• Peter Cook (ed.): Archigram (Princeton Architectural Press, 1999, ISBN 1568981945)
  • Simon Sadler: Archigram: Architecture without Architecture (The MIT Press, 2005, ISBN 0262693224)

    click for larger image

  • Archigram Image Search @ Google
  • Archigram Gallery
  • Archigram @
  • Archigram @ The Bartlett: Architecture
  • Archigram @ Art Tower Mito
  • Archigram @ Wikipedia
  • Thursday, December 14, 2006

    The Music Machine: 'Talk Talk' (1966)

    The Music Machine, with Sean Bonniwell in the middle

    The Music Machine: 'Talk Talk' @ Where The Action Is, 1966

    I just got The Music Machine's 2-CD compilation The Ultimate Turn-On (Ace Records, 2006), collecting together all the works of the band's original line-up; with the 1966 album Turn On (both as mono and stereo versions), all singles and some rehearsal tapes, demos and alternate takes.

    The Music Machine, headed by Sean Bonniwell, was one of the most intriguing fuzz guitar-wielding "garage"-type bands coming into prominence in that golden year of 1966 when psychedelic music was still raw and relentless, having not yet decayed into boring, meandering, endless blues jams of San Francisco bands or boring, meandering, endless pseudo-classical jams of progressive rock acts. The biggest Music Machine hit was the fierce 'Talk Talk', truly punk rock, only about ten years before Johnny Rotten and his foul-mouthed compadres made British TV watchers spill their evening teas. Well, for me, the original "punk" of the ca. '64-'67 garage/"freakbeat" bands is always far more inspiring than the more nihilistic late 70s style, born under much bleaker, more cynical and disillusioned circumstances of the latter decade.

    The Music Machine were forerunners in other ways, too. Preceding also gothic rock by some fifteen years, the band were uniformly dressed in black, wearing black gloves too (though curiously only in the right hand for each member), and even dyeing their moppish "beat" haircuts black. This sinister look must have been quite a sight to see among all the colourful groups of the day when hippie style, with its often-garish "day-glo" colours, was already emerging in the underground.

    Some similarly gloomy overtones were also reflected in the band's music: the best psychedelic garage, more than flowers and mellow peace feelings of the hippies, always verged on the raw, gloomy feel of existential angst and even bad trip psychotic breakdown. With some extra luck and less music business shortcomings than eventually befell them, The Music Machine -- with Sean Bonniwell as their charismatic but enigmatic frontman with growling vocals and dark lyrics like Jim Morrison had, though admittedly with less "poetic" pretensions -- might finally have reached the same magnitude as The Doors did. If only...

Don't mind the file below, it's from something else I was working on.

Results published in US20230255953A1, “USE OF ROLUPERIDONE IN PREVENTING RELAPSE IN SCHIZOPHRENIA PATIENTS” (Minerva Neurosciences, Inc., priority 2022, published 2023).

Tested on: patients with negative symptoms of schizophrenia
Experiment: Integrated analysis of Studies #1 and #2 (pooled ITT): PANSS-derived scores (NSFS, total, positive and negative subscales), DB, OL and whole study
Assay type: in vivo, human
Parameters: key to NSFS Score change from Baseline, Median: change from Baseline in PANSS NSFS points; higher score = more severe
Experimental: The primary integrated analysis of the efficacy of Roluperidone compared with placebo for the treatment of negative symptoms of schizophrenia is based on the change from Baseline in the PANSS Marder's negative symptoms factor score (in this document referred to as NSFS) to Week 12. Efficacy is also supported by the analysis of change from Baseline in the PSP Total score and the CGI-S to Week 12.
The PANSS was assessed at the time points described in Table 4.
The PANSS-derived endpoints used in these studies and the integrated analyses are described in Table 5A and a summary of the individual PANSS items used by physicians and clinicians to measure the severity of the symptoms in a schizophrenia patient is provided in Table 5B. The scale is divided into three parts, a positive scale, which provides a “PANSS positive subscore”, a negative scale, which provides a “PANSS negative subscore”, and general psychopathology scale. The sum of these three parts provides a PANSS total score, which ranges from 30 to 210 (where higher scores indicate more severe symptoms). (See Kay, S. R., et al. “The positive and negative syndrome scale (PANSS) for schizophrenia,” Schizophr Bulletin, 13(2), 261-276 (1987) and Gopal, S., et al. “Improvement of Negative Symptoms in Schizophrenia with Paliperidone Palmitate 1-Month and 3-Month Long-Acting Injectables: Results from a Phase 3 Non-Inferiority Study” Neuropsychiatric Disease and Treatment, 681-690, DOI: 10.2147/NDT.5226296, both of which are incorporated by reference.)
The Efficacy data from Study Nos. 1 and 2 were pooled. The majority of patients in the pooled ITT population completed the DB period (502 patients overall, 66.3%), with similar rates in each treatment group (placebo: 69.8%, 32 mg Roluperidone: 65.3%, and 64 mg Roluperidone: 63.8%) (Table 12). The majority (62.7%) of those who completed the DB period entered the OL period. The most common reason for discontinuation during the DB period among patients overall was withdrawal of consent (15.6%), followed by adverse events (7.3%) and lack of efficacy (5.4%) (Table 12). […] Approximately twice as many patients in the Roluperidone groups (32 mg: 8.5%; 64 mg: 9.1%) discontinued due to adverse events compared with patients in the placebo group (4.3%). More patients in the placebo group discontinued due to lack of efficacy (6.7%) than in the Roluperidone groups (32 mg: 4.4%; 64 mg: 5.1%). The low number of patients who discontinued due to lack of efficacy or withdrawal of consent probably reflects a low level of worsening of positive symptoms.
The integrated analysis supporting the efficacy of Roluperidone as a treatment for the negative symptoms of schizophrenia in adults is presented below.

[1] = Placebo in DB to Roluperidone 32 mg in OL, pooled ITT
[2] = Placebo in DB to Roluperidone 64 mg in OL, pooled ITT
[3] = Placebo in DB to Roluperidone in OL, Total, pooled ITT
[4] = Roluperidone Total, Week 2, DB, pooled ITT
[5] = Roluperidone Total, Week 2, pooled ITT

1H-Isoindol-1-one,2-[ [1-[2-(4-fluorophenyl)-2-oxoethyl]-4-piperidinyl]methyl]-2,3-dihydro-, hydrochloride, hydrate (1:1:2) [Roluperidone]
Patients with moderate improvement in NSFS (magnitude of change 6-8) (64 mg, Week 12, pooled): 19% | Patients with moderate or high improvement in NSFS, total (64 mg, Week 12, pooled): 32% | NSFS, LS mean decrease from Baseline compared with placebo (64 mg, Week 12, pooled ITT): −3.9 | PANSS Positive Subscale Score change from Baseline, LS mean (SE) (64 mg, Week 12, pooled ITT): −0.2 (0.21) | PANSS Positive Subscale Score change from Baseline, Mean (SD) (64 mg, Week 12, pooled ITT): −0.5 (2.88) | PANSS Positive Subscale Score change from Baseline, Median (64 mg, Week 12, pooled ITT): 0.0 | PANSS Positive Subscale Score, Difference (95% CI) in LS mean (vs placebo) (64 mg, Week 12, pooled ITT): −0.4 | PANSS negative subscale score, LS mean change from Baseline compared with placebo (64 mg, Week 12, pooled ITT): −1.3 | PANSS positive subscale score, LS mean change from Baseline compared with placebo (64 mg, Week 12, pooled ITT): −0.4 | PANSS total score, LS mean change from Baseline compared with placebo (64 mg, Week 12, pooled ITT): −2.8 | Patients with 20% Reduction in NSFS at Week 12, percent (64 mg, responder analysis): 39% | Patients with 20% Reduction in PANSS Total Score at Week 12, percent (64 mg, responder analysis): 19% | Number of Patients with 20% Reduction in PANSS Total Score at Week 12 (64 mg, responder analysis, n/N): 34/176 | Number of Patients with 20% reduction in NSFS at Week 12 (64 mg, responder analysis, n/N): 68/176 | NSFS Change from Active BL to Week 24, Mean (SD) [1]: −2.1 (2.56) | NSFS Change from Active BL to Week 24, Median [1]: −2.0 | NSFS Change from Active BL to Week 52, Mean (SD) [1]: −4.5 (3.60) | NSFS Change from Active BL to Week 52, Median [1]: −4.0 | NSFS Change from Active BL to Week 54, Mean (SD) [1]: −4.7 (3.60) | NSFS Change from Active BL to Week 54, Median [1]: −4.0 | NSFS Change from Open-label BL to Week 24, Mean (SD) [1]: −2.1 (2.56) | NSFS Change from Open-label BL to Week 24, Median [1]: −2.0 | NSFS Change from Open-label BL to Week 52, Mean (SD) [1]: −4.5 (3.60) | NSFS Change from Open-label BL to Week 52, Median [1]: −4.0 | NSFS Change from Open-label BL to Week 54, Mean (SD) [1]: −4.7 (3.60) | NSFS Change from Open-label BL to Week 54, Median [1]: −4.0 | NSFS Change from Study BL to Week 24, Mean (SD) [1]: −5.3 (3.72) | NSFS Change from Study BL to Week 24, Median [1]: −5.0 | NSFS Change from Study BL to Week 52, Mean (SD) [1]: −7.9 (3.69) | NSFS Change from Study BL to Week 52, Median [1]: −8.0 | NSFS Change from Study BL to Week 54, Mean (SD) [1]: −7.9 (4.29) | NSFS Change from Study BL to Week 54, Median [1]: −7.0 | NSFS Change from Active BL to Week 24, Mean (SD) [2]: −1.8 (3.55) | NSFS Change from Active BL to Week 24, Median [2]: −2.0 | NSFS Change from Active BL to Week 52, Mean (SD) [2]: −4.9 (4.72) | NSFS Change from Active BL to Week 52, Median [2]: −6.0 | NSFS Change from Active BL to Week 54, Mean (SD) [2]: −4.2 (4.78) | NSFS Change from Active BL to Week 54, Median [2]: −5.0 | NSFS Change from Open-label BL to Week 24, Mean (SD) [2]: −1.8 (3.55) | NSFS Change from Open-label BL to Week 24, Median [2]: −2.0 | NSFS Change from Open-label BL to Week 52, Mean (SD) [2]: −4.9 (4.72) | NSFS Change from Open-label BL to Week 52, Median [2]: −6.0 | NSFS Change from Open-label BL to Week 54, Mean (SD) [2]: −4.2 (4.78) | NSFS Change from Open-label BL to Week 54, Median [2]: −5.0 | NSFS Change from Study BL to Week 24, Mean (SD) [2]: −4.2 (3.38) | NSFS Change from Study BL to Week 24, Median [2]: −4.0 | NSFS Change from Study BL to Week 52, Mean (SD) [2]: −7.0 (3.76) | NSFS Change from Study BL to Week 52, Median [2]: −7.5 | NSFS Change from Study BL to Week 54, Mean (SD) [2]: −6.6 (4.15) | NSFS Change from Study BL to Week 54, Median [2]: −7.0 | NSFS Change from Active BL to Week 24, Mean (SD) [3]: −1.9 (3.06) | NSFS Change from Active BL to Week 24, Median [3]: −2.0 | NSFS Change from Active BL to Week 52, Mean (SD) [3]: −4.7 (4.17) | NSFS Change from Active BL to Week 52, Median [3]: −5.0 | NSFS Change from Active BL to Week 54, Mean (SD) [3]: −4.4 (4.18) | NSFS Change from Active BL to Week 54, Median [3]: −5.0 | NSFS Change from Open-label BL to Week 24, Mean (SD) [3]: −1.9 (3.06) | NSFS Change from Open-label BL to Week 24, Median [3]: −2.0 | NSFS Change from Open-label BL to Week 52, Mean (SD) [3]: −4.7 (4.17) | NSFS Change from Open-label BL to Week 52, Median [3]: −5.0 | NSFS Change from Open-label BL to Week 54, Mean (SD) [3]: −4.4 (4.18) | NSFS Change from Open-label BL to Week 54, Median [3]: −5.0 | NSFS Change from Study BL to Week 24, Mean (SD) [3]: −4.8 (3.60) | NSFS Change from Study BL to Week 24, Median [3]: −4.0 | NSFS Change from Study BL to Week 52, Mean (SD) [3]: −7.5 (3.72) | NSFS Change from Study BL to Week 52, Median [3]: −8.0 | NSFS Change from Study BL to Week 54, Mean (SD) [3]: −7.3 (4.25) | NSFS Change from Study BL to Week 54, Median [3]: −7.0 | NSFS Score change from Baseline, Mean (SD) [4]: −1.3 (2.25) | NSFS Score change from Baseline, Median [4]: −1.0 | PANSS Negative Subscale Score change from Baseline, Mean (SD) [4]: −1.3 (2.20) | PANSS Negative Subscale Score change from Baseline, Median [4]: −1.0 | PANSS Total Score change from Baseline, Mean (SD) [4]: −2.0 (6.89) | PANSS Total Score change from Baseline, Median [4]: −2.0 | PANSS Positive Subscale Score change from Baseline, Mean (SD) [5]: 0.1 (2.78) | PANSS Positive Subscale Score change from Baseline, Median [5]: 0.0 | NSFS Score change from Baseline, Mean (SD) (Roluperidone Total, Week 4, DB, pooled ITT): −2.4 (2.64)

• Listen to The Music Machine @ MySpace
  • The Official Bonniwell Music Machine Site
  • The Music Machine @ Wikipedia

    The Music Machine: 'Talk Talk'

    I got me a complication
    And it's an only child
    Concernin' my reputation
    As something more than wild
    I know it serves me right
    But I can't sleep at night
    Have to hide my face
    Or go some other play-ay-ay-ay-ay-ace

    I won't cry out for justice
    Admit that I was wrong
    I'll stay in hibernation
    'Til the talk subsides to gone
    My social life's a dud
    My name is really mud
    I'm up to here in lies
    Guess I'm down to size
    To size

    Can't seem to talk about
    The things that bother me
    Seems to be
    What everybody has
    Against me
    Oh, oh, all right

    Here's the situation
    And how it really stands
    I'm out of circulation
    I've all but washed my hands
    My social life's a dud
    My name is really mud
    I'm up to here in lies
    Guess I'm down to size
    To size

    Talk talk Talk talk Talk talk Talk talk
  • Saturday, December 09, 2006

    Dubstep in Tampere

    Tammerforce/Bass and Beer Party club's Dubstep special last night at Yo-Talo presented Tes La Rok (a.k.a. Jani Niiranen from Helsinki) featuring MC Rogue Star from London. I checked this with some interest because I couldn't claim to have much idea what this dubstep thing -- supposedly the latest craze in UK's electronic dance music -- was all about.

    Well, it turned out to be pretty intriguing: very growling and slow bone-shaking sub-bass sounds accompanied with abstract electronic excursions circling from one speaker to another. In fact, one could say it sounded much like a jungle 45 rpm vinyl record played at death-slow 33 rpm instead. So the tempo was that of dub reggae but the aggressive heaviness -- in fact, downright scary at times -- was clearly from those darker styles of drum'n'bass.

    This sound made me somehow think of my old favourites Meat Beat Manifesto, Techno Animal (Kevin "The Bug" Martin's project with Justin Broadrick of Godflesh) or even one my all-time fave tracks, LFO's 'Tied-Up' (albeit as a slowed-down version). So I have to say I quite liked the dubstep sound: nice, dark and hard. (Heh, a comparison for the more rock-oriented people might be of grunge's slower Black Sabbath-like sounds to that of speed metal.)